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# properties of an affine transformation

In this entry, we prove some of the basic properties of affine transformations. Let $\alpha:A_{1}\to A_{2}$ be an affine transformation and $[\alpha]:V_{1}\to V_{2}$ its associated linear transformation.

###### Proposition 1.

$\alpha$ is one-to-one iff $[\alpha]$ is.

###### Proof.

Next, suppose $\alpha$ is one-to-one, and $T(v)=0$ for some $v\in V_{1}$. Let $P,Q\in A_{1}$ with $f_{1}(P,Q)=v$. Then $0=[\alpha](v)=[\alpha](f_{1}(P,Q))=f_{1}(\alpha(P),\alpha(Q))$, which implies that $\alpha(P)=\alpha(Q)$, and therefore $P=Q$ by assumption. Conversely, suppose $[\alpha]$ is one-to-one, and $\alpha(P)=\alpha(Q)$. Then $[\alpha](f_{1}(P,Q))=f_{2}(\alpha(P),\alpha(Q))=0$, so that $f_{1}(P,Q)=0$, and consequently $P=Q$, showing that $\alpha$ is one-to-one. ∎

###### Proposition 2.

$\alpha$ is onto iff $[\alpha]$ is.

###### Proof.

Suppose $\alpha$ is onto. Let $w\in V_{2}$, so there are $X,Y\in A_{2}$ such that $f_{2}(X,Y)=w$. Since $\alpha$ is onto, there are $P,Q\in A_{1}$ with $\alpha(P)=X$ and $\alpha(Q)=Y$. So $w=f_{2}(X,Y)=f_{2}(\alpha(P),\alpha(Q))=[\alpha](f_{1}(P,Q))$. Hence $[\alpha]$ is onto. Conversely, assume $[\alpha]$ be onto, and pick $Y\in A_{2}$. Take an arbitrary point $P\in A_{1}$ and set $X=\alpha(P)$. There is $v\in V_{1}$ such that $[\alpha](v)=f_{2}(X,Y)$, since $[\alpha]$ is onto. Let $Q\in A_{1}$ such that $f_{1}(P,Q)=v$. Then $f_{2}(X,\alpha(Q))=f_{2}(\alpha(P),\alpha(Q))=[\alpha](f_{1}(P,Q))=[\alpha](v)% =f_{2}(X,Y)$. But $f_{2}(X,-)$ is a bijection, we must have $Y=\alpha(Q)$, showing that $\alpha$ is onto. ∎

###### Corollary 1.

$\alpha$ is a bijection iff $[\alpha]$ is.

###### Proposition 3.

A bijective affine transformation $\alpha:A_{1}\to A_{2}$ is an affine isomorphism.

###### Proof.

Suppose an affine transformation $\alpha:A_{1}\to A_{2}$ is a bijection. We want to show that $\alpha^{{-1}}:A_{2}\to A_{1}$ is an affine transformation. Pick any $X,Y\in A_{2}$, then

$[\alpha](f_{1}(\alpha^{{-1}}(X),\alpha^{{-1}}(Y)))=f_{2}(X,Y).$ |

By the corollary above, $[\alpha]$ is bijective, and hence a linear isomorphism. So

$f_{1}(\alpha^{{-1}}(X),\alpha^{{-1}}(Y))=[\alpha]^{{-1}}(f_{2}(X,Y)).$ |

This shows that $\alpha^{{-1}}$ is an affine transformation whose assoicated linear transformation is $[\alpha]^{{-1}}$. ∎

###### Proposition 4.

Two affine spaces associated with the same vector space $V$ are affinely isomorphic.

###### Proof.

In fact, all we need to do is to show that $(A,f)$ is isomorphic to $(V,g)$, where $g$ is given by $g(v,w)=w-v$. Pick any $P\in A$, then $\alpha:=f(P,-):A\to V$ is a bijection. For any $v\in V$, there is a unique $Q\in A$ such that $v=f(P,Q)$. Then $1_{V}(f(X,Y))=f(X,Y)=f(P,Y)-f(P,X)=\alpha(Y)-\alpha(X)=g(\alpha(X),\alpha(Y))$, showing that $1_{V}$ is the associated linear transformation of $\alpha$. ∎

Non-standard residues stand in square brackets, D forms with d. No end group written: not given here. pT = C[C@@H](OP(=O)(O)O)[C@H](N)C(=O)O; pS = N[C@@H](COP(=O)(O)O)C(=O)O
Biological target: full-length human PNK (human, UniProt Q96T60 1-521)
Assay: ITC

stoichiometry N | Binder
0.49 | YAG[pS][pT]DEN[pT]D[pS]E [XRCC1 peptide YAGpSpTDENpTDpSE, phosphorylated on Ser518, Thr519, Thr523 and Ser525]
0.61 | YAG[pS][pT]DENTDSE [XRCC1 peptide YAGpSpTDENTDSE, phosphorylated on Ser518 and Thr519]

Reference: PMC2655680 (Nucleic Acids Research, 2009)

###### Proposition 5.

Any affine transformation is a linear transformation between the corresponding induced vector spaces. In other words, if $\alpha:A\to B$ is affine, then $\alpha:A_{P}\to B_{{\alpha(P)}}$ is linear.

###### Proof.

Suppose $Q,R,S\in A$ are such that $Q+R=S$, or $f_{1}(P,Q)+f_{1}(P,R)=f_{1}(P,S)$. Then

$\displaystyle f_{2}(\alpha(P),\alpha(S))$ | $\displaystyle=$ | $\displaystyle[\alpha](f_{1}(P,S))$ | ||

$\displaystyle=$ | $\displaystyle[\alpha](f_{1}(P,Q)+f_{1}(P,R))$ | |||

$\displaystyle=$ | $\displaystyle[\alpha](f_{1}(P,Q))+[\alpha](f_{1}(P,R))$ | |||

$\displaystyle=$ | $\displaystyle f_{2}(\alpha(P),\alpha(Q))+f_{2}(\alpha(P),\alpha(R)),$ |

which is equivalent to $\alpha(Q)+\alpha(R)=\alpha(S)=\alpha(Q+R)$.

Next, suppose $dQ=R$, or $df_{1}(P,Q)=f_{1}(P,R)$, where $d\in D$. Then

$\displaystyle f_{2}(\alpha(P),\alpha(R))$ | $\displaystyle=$ | $\displaystyle[\alpha](f_{1}(P,R))$ | ||

$\displaystyle=$ | $\displaystyle[\alpha](df_{1}(P,Q))$ | |||

$\displaystyle=$ | $\displaystyle d[\alpha](f_{1}(P,Q))$ | |||

$\displaystyle=$ | $\displaystyle df_{2}(\alpha(P),\alpha(Q)),$ |

which is equivalent to $d\alpha(Q)=\alpha(R)=\alpha(dQ)$. ∎

###### Proposition 6.

If $(V,f)$ is an affine space associated with the vector space $V$, then the direction $f$ is given by $f(v,w)=T(w-v)$ for some linear isomorphism (invertible linear transformation) $T$.

###### Proof.

By proposition 4, $(V,f)$ is affinely isomorphic to $(V,g)$ with $g(v,w)=w-v$. Suppose $\alpha:(V,f)\to(V,g)$ is the affine isomorphism. Then $[\alpha](f(v,w))=g(\alpha(v),\alpha(w))=\alpha(w)-\alpha(v)$. Since $[\alpha]$ is a linear isomorphism, $f(v,w)=[\alpha]^{{-1}}(\alpha(w))-[\alpha]^{{-1}}(\alpha(v))$. By proposition 5, $\alpha$ itself is linear, so $f(v,w)=([\alpha]^{{-1}}\circ\alpha)(w-v)$. Set $T=[\alpha]^{{-1}}\circ\alpha$. Then $T$ is linear and invertible since $\alpha$ is, our assertion is proved. ∎

## Mathematics Subject Classification

51A10*no label found*15A04

*no label found*51A15

*no label found*

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